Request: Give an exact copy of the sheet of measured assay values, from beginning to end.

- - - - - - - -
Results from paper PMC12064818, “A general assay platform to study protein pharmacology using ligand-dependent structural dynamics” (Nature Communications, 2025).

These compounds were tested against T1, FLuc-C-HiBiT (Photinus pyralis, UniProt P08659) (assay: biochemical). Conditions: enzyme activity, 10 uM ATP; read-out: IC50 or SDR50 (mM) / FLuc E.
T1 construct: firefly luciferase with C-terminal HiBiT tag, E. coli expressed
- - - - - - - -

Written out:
Results from paper PMC12064818, “A general assay platform to study protein pharmacology using ligand-dependent structural dynamics” (Nature Communications, 2025).

These compounds were tested against T1, FLuc-C-HiBiT (Photinus pyralis, UniProt P08659) (assay: biochemical). Conditions: enzyme activity, 10 uM ATP; read-out: IC50 or SDR50 (mM) / FLuc E.
T1 construct: firefly luciferase with C-terminal HiBiT tag, E. coli expressed